Posted by: Rob Viens | February 2, 2013

The Beauty and Terror of Tidewater Calving Glaciers, or How Darwin Became a Hero

On the 29th of January, along the shores of the Beagle Channel, Darwin encountered one of my favorite sights – a river of ice pouring off the mountains and flowing down into the sea.  It was his first time experiencing what we now call  a “tidewater calving glacier”:

“In the morning we arrived at the point where the channel divides & we entered the Northern arm. The scenery becomes very grand, the mountains on the right are very lofty & covered with a white mantle of perpetual snow: from the melting of this numbers of cascades poured their waters through the woods into the channel. — In many places magnificent glaciers extended from the mountains to the waters edge. — I cannot imagine anything more beautiful than the beryl blue of these glaciers, especially when contrasted by the snow: the occurrence of glaciers reaching to the waters edge & in summer, in Lat: 56° is a most curious phenomenon: the same thing does not occur in Norway under Lat. 70°. — From the number of small ice-bergs the channel represented in miniature the Arctic ocean.” (Jan 29)

These tidewater calving glaciers are “rivers of ice” that flow down into the ocean and “calve” icebergs off into the sea.  I’ve always liked the use of that word – it is if they were giving birth to the icebergs.  “Tidewater” is included in their name to indicate they flow into the ocean, as compared with “freshwater” calving glaciers that end in a lake. (Since the Alaskan version of these glaciers was an area of my own research, you can be sure I’ll have more to say about calving glaciers in the future.)

Calving Glacier in the Beagle Channel (from

calving glacier in Beagle Channel

LeConte Glacier – my own photo of the southernmost calving glacier in the northern hemisphere, and one that I spend a lot of time working around:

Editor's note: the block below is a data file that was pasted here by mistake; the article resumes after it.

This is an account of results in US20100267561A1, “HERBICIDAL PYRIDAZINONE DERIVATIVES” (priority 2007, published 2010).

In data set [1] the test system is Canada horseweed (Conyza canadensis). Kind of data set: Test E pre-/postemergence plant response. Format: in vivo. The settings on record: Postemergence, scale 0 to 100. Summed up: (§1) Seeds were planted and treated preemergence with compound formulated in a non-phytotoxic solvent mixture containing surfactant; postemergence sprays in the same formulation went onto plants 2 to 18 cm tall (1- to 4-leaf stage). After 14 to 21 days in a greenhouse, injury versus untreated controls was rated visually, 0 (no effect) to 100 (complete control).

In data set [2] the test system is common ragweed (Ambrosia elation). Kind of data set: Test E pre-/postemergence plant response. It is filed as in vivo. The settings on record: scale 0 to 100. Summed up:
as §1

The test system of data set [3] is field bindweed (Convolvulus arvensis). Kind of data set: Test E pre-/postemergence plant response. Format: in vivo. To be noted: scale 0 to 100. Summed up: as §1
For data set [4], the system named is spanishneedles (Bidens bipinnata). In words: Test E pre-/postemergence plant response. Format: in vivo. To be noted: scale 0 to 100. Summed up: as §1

LeConte Glacier

In this case, the many calving glaciers that Darwin marveled at, flowed down off what is now called the Cordillera Darwin Icefield (after you know who).  The specific reason why this particular range of mountains are named after Darwin can be traced back to the local tidewater glaciers and the events of this day in 1833.

In the case of calving glaciers – with great beauty comes great hazard.  Not only do the icebergs “birthed” by the glaciers form a potential hazard as they move about in the ater, but the very act of calving can produce some pretty intense waves.  This is what the crew, surveying in the whaleboats, found out today:

“One of these glaciers placed us for a minute in most imminent peril; whilst dining in a little bay about ½ a mile from one & admiring the beautiful colour of its vertical & overhanging face, a large mass fell roaring into the water; our boats were on the beach; we saw a great wave rushing onwards & instantly it was evident how great was the chance of their being dashed into pieces. — One of the seamen just got hold of the boat as the curling breaker reached it: he was knocked over & over but not hurt & most fortunately our boat received no damage. — If they had been washed away; how dangerous would our lot have been, surrounded on all sides by hostile Savages &deprived of all provisions.” (Jan 29)